Dichlorobis(cyclopentadienyl)hafnium1

[12116-66-4]  · C10H10Cl2Hf  · Dichlorobis(cyclopentadienyl)hafnium  · (MW 379.59)

(starting material to prepare many kinds of hafnocene(II or IV) derivatives;2 in combination with AgI salt, is an effective activator for glycosyl fluoride3)

Physical Data: mp 230-233 °C.

Solubility: sol aromatic solvents, chloroform; slightly sol THF, ether; insol hexanes.

Form Supplied in: colorless crystals; commercially available.

Analysis of Reagent Purity: 1H NMR (THF-d8) d 6.62 (s, C5H5).

Handling, Storage, and Precautions: the dry solid is reasonably stable to air and moisture and can be handled in an ordinary manner. However, it should be stored in a tightly-sealed nitrogen-flushed bottle to preclude moisture.

Transmetalation and Generation of Cp2Hf Equivalent.

Cp2HfCl2 is an important starting material for the preparation of HfIV and HfII derivatives, just as Dichlorobis(cyclopentadienyl)zirconium is used to prepare zirconium compounds. While the chemistry of Cp2ZrCl2 and its derivatives is well-developed, a corresponding surge in the study of hafnium compounds has not ensued. In general, the chemistry of Cp2HfCl2 and its derivatives is similar to that of zirconium. Transmetalation reactions of Cp2HfCl2 with organometallics containing lithium, sodium, potassium, and magnesium are a general method to prepare Cp2Hf(R)Cl and Cp2HfR2 (R = alkyl, alkenyl, aryl, and alkynyl) (eq 1).2,4 Alkylhafnocenes are thermally more stable than the corresponding alkylzirconocenes in the solid state and in solution. For example, while dibutylzirconocene rapidly eliminates butane to give a zirconocene-butene complex, thermolysis of the hafnocene analog at 80 °C is required for this process.2a Heating n-butyl-t-butylhafnocene at 45 °C in the presence of trimethylphosphine gives a hafnocene-isobutene complex, which reacts with diphenylacetylene to give an alkyne complex. It also promotes C-H bond activation with benzene or alkoxide (eq 2).2a Alkyl-alkene coupling (eq 3)2b and skeletal rearrangement by C-C bond activation5 to form hafnacyclopentanes have been reported. Generation of Cp2Hf equivalent can be achieved by reduction of Cp2HfCl2 with Magnesium-Mercury(II) Chloride6 or 2 equiv n-Butyllithium.2 This Cp2Hf reacts with a series of unsaturated compounds (alkyne and alkene) through a ligand exchange process to give a hafnocene complex; this reaction has been applied to bicyclizations of nonconjugated dienes, enynes, and/or diynes (eq 4).6

Glycosidation.

The combination of metallocene dichloride (Cp2ZrCl2 or Cp2HfCl2) and silver salt (AgX: X = ClO4, OTf, BF4) is a highly effective reagent system for activating glycosyl fluoride to give the O-,7 C-,8 or N-glycoside9 stereoselectively under mild conditions (eq 5). Selection of the center metal (Zr or Hf), the molar ratio of metallocene dichloride and AgI salt, and the solvent used are crucial factors for controlling the reactivity and stereoselectivity in this glycosidation reaction.7a,10 The Cp2HfCl2 based activators are more reactive than the Cp2ZrCl2 ones9 and the former are more effective than the latter in the case of amino sugar derivatives.11 Regio- and stereocontrolled C-aryl glycosidation of phenols based on the O-C glycoside rearrangement is efficiently carried out by using the Cp2HfCl2-Silver(I) Perchlorate system (eq 6).12 The high b-selectivity achieved without neighboring group assistance in glycosyl fluoride is a key synthetic advantage of these reagent systems.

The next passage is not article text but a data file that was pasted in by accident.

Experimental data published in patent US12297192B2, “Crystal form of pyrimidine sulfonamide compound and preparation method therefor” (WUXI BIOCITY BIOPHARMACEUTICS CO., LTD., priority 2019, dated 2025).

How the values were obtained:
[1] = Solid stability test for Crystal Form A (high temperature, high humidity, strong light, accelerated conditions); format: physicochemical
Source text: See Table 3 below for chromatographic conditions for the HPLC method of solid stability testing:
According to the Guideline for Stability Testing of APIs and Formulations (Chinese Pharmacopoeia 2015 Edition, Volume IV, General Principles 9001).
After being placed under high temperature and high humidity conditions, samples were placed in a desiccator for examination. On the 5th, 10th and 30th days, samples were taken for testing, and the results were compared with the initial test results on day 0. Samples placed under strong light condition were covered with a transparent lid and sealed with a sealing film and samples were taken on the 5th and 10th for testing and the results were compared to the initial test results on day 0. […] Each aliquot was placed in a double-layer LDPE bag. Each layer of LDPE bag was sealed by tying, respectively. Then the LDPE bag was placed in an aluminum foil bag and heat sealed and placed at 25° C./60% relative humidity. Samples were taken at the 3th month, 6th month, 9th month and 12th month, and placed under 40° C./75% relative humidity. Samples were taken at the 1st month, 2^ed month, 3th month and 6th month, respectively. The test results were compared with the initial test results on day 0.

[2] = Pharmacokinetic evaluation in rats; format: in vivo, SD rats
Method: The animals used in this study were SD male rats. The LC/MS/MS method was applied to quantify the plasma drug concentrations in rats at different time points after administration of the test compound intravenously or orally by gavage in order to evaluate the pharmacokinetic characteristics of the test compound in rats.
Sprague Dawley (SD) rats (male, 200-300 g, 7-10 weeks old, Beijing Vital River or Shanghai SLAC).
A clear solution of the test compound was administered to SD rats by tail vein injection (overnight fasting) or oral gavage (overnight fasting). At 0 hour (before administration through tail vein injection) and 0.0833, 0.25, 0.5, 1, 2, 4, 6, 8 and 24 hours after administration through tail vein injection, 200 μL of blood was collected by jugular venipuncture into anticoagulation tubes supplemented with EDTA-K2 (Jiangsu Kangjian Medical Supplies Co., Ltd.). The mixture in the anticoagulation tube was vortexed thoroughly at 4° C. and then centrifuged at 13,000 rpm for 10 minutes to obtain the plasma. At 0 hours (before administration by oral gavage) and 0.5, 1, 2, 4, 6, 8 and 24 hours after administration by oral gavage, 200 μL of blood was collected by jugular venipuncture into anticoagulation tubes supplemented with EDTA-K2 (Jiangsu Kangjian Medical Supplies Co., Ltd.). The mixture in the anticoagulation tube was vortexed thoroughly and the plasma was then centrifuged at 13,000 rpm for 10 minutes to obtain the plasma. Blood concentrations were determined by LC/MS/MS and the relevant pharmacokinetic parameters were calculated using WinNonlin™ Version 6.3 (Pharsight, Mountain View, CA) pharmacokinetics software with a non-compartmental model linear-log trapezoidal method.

Related Reagents.

Dichlorobis(cyclopentadienyl)hafnium-Silver(I) Salts; Dichlorobis(cyclopentadienyl)titanium; Dichlorobis(cyclopentadienyl)zirconium.


1. (a) Cardin, D. J.; Lappert, M. F.; Raston, C. L.; Riley, P. I. In Comprehensive Organometallic Chemistry; Wilkinson, G., Ed.; Pergamon: Oxford, 1982; Vol. 3, pp 549-633. (b) Cardin, D. J.; Lappert, M. F.; Raston, C. L. The Chemistry of Organo-Zirconium and -Hafnium Compounds; Wiley: New York, 1986.
2. (a) Buchwald, S. L.; Kreutzer, K. A.; Fisher, R. A. JACS 1990, 112, 4600. (b) Swanson, D. R.; Rousset, C. J.; Negishi, E.; Takahashi, T.; Seki, T.; Saburi, M.; Uchida, Y. JOC 1989, 54, 3521.
3. Suzuki, K.; Matsumoto, J. Synth. Org. Chem. Jpn. 1993, 51, 718.
4. (a) Negishi, E.; Swanson, D. R.; Rousset, C. J. JOC 1990, 55, 5406. (b) Beshouri, S. M.; Chebi, D. E.; Fanwick, P. E.; Rothwell, I. P. OM 1990, 9, 2375.
5. Takahashi, T.; Fujimori, T.; Seki, T.; Saburi, M.; Uchida, Y.; Rousset, C. J.; Negishi, E. CC 1990, 182.
6. Yousaf, S. M.; Farona, M. F.; Shively, R. J. Jr.; Youngs, W. J. JOM 1989, 363, 281.
7. (a) Matsumoto, T.; Maeta, H.; Suzuki, K.; Tsuchihashi, G. TL 1988, 29, 3567. (b) Matsumoto, T.; Maeta, H.; Suzuki, K.; Tsuchihashi, G. TL 1988, 29, 3575. (c) Suzuki, K.; Maeta, H.; Suzuki, T.; Matsumoto, T. TL 1989, 30, 6879.
8. Matsumoto, T.; Katsuki, M.; Suzuki, K. TL 1989, 30, 833.
9. Matheu, M. I.; Echarri, R.; Castillón, S. TL 1992, 33, 1093.
10. Suzuki, K.; Maeta, H.; Matsumoto, T. TL 1989, 30, 4853.
11. Suzuki, K.; Maeta, H.; Matsumoto, T.; Tsuchihashi, G. TL 1988, 29, 3571.
12. (a) Matsumoto, T.; Katsuki, M.; Suzuki, K. TL 1988, 29, 6935. (b) Matsumoto, T.; Katsuki, M.; Jona, H.; Suzuki, K. JACS 1991, 113, 6982.

Takeo Taguchi & Yuji Hanzawa

Tokyo College of Pharmacy, Japan



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